Edgar Allan Poe'sThe Telltale Heart is a psychological horror story about a madman that kills the old man who he lived with. There are few scary images, few chilling phrases, and yet it is still a frightening story. The reason that it is scary, even without the conventional methods, is the way it is told. There are elements of the story that make it frightening, even without clichÃÂ© phrases and bloody stab wounds.
One of the reasons that the story is frightening is that it is told in first person, this makes us identify with the murderer! It also makes us wonder whether or not the villain of the story wasn't right! Maybe this old man with the evil vulture eye deserved to die! Simply identifying with a murderer is quite frightening. Identifying a mad killer that chopped up a kind old man that he lived with is even more frightening.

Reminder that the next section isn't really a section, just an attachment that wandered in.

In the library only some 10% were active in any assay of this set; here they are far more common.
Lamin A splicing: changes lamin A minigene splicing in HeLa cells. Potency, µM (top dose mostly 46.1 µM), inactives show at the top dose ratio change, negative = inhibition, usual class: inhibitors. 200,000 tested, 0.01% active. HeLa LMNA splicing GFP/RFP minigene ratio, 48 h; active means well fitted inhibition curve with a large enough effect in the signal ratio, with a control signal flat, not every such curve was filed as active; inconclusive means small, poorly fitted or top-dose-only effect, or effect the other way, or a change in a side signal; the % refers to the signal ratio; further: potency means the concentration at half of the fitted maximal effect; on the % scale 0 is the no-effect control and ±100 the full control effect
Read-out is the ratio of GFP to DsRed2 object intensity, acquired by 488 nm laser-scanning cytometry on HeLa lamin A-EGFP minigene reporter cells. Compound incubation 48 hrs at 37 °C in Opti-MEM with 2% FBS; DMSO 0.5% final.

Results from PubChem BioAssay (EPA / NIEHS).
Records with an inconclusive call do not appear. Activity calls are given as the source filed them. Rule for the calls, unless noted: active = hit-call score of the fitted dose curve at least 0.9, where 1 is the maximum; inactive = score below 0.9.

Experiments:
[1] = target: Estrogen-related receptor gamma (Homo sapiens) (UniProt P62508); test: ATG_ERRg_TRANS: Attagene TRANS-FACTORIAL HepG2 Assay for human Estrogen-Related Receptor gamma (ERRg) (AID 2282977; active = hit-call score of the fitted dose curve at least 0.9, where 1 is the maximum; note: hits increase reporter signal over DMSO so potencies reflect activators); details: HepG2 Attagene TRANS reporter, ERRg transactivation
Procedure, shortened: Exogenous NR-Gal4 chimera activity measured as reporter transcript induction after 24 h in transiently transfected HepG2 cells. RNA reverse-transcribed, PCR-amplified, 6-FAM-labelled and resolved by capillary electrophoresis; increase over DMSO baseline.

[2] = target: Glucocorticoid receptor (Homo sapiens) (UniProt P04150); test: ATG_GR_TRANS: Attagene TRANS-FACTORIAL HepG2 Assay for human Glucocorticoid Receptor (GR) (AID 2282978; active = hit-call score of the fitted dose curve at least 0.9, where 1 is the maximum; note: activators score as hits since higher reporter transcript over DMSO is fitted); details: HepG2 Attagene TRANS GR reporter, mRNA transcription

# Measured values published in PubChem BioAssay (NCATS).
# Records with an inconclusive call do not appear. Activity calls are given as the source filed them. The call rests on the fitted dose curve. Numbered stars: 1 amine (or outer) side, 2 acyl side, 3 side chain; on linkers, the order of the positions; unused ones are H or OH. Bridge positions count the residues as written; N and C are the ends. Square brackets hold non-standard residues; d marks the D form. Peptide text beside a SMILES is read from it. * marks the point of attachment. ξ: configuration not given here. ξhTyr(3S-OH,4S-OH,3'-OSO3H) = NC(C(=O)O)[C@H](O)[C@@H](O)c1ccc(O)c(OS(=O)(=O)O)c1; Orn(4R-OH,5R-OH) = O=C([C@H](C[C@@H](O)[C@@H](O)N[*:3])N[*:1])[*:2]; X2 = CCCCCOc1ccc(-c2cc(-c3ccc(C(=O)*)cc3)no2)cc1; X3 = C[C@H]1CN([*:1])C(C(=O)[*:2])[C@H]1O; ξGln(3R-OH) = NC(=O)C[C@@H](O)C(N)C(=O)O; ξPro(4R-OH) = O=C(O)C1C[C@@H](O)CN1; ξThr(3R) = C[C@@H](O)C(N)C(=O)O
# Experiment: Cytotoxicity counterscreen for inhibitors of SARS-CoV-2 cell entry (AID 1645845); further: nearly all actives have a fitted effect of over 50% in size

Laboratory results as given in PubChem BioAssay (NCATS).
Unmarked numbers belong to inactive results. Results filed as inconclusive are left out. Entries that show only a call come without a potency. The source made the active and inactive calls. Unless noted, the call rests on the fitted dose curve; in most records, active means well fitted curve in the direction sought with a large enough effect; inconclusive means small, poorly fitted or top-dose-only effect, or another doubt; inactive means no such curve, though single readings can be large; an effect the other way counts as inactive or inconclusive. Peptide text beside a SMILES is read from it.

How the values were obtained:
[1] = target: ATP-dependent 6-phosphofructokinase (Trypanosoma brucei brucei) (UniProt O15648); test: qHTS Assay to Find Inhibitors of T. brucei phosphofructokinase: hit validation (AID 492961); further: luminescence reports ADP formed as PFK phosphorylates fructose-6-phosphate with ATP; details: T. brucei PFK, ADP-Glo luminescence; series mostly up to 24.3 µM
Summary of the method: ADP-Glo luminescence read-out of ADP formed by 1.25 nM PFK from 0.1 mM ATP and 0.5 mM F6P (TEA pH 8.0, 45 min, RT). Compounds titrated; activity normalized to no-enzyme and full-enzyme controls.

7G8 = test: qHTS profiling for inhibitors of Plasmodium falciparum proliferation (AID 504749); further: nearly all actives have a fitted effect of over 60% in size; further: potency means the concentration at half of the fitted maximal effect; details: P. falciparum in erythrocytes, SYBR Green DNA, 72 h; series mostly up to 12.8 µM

By the killer's own admission, the old man had never been unkind, had never given him insult.
The first thing Poe does is establish that the speaker is mad, through the speaker's explanation of how he is not mad. The first sentence of the story shows a kind grim enthusiasm, as a child eagerly awaiting their candy. The murderer tries to prove to the reader that he is not mad. While a madman knows nothing, he was very wise about the matter. While a crazy person's madness dulls or eliminates their senses, his senses were heightened, so he was obviously not mad! He says that above all the sense of hearing was heightened. "Above all was the sense of heating acute. I heard all things in heaven and in the earth. I heard many things in hell. How, then, am I mad?" Here our killer explains his hearing.